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Posted On:
February 4, 2016
at 7:10 pm



Students Can Own Their Future


So much to consider! Employment in occupations related to STEM (science, technology, engineering, mathematics) is projected to grow to more than 9 million between 2012 and 2022, an increase of about 1 million jobs over 2012 employment levels.1 Did that catch your attention?   Here’s more. U.S. businesses voice concerns over availability of STEM workers. More? Over the past 10 years, growth in STEM jobs was three times as fast as growth in non-STEM jobs. STEM workers are less likely to experience joblessness; STEM workers play a key role in the sustained growth and stability of the U.S. economy, and are a critical component to helping the U.S. win the future. 2


Question is how to BE one of those STEM employees. The Metropolitan Education Commission (MEC), a partner of The AZ SciTech Festival for three years now, had real-world answers in one fun, unintimidating, information-filled get up close and personal jam-packed symposium on February 3rd   at the University of Arizona (UA) Student Union Ballroom from 9:00 am – 12:30 pm, aptly named the KEY TO EMPLOYMENT SYMPOSIUM. And they knew how to do this right – this is the 19th year the MEC has put together this Symposium that continues to grow in students attending and potential employers.


The Symposium, the first of its nature in the state, focused totally on high school students from all over Pima County; public high schools, magnet, charter schools, parochial schools and home-schooled, students from so many educational backgrounds came together with one thing in common – a curiosity about employment in STEM. Here they talked with one another and talked with representatives from a wide spectrum of high tech corporations, academia and the military – basically anyone using high technology as the ‘tools of their trade”.


Dr. June Webb-Vignery, MEC Executive Director, the driving force and organizer of the Symposium explained, “…students must know what is needed for a career in a particular field involving STEM. They come to the Symposium to find out what courses they need to take in high school and college to get into that particular career. The Symposium offers a unique, well-rounded experience so the students themselves can ‘connect all the dots’ to a pathway in a career that is important and interesting to them.”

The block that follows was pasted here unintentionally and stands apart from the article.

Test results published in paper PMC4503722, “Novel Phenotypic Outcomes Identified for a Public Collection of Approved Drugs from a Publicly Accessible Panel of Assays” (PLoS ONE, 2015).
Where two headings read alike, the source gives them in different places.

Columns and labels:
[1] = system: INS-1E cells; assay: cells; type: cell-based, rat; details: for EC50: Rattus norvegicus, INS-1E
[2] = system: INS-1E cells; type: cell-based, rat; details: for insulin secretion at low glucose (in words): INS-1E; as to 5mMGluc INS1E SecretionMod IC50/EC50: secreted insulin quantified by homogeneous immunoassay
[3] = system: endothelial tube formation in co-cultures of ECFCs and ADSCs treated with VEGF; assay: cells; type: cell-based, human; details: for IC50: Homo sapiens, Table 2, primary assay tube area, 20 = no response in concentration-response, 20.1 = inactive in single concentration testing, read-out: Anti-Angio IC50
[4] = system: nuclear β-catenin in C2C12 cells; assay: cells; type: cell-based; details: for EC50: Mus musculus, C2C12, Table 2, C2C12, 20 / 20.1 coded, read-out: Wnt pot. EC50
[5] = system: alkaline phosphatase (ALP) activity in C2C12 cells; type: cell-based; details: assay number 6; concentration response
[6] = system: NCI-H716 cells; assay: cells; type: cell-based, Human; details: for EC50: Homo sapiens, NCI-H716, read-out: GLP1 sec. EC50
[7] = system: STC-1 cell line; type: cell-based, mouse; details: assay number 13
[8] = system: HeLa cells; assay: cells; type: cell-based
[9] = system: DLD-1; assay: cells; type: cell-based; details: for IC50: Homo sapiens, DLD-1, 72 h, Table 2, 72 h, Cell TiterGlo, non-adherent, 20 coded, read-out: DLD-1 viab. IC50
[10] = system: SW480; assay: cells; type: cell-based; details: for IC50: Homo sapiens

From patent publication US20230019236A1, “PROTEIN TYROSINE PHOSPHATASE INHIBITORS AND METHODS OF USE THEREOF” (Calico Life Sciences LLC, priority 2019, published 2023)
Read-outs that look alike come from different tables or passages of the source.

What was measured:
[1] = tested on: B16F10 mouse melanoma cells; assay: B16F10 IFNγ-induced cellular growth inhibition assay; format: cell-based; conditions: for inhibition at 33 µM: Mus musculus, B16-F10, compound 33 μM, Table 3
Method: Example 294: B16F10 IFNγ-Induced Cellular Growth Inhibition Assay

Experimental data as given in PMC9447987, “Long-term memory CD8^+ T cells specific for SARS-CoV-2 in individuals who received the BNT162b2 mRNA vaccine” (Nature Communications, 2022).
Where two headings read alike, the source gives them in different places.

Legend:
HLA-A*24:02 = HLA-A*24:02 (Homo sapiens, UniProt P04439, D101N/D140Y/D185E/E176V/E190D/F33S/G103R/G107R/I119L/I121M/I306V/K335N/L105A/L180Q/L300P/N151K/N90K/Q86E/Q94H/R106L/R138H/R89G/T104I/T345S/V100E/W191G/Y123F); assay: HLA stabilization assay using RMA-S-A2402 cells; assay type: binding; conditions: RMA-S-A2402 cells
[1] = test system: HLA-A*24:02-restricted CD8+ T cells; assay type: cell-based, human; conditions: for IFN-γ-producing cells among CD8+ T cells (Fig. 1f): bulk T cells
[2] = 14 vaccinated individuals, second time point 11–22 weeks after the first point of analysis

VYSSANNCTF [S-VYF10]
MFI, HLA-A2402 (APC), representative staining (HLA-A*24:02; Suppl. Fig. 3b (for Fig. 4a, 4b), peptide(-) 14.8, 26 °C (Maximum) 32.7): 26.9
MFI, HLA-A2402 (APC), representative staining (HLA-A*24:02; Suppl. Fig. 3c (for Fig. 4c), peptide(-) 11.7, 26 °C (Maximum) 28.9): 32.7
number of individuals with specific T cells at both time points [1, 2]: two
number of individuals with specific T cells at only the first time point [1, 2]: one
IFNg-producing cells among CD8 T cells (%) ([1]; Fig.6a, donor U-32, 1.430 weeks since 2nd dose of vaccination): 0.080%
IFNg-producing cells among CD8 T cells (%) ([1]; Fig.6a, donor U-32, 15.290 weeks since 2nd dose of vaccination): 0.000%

Corporations like IBM (a stalwart supporter of the Symposium), Bombardier Aerospace, Tucson Electric Power, the Arizona TeleMedicine Program, UA College of Engineering Workshop, were examples of the diverse nature of STEM those students could talk with and obtain those important ‘dots’ to connect.


And what are those ‘dots’ that need connecting? STEM fields are closely related and build on each other. For example, math provides the foundation for physics—and physics, in turn, for engineering. Engineers apply their knowledge of physics to make high-tech devices that test theories in physics. Advances in physics lead to advances in engineering and technology.


Too often the only time a student spends on a college campus is to attend a football game. With the Symposium, students were given tours of the UA campus, and that alone got kids thinking about what their future could be – that they, too, could attend a university; start down a path to a good education, a good job and a good future; and be part of the STEM future… it could impact lives.


STEM workers drive our nation’s innovation and competitiveness by generating new ideas, new companies and new industries. The jobs of tomorrow will be in STEM… the future of the economy will be in STEM. WHERE WILL YOUR FUTURE BE?


1 From the Bureau of Labor Statistics March 2014 report

2 From the U.S. Department of Commerce


The MEC Keys To Employment Symposium, a leader to get our kids thinking about where the future jobs will be has also been instrumental in showing unprecedented success when the forces of the community are brought together. It has brought together the three usual entities, high-tech businesses, educational organizations and high school students; but one more entity that is truly critical has been forward-thinking and supportive and not always a part of the mix – politicians. To be specific, the Pima County Attorney, Barbara LaWall is leading by example and showing what can be achieved when everyone comes together for the good of the students and the community. LaWall, completely supportive of MEC and the Symposium, has commented that their support is common sense prevention – putting efforts into youths from the beginning is drop-out rate prevention and ultimately is crime prevention.  

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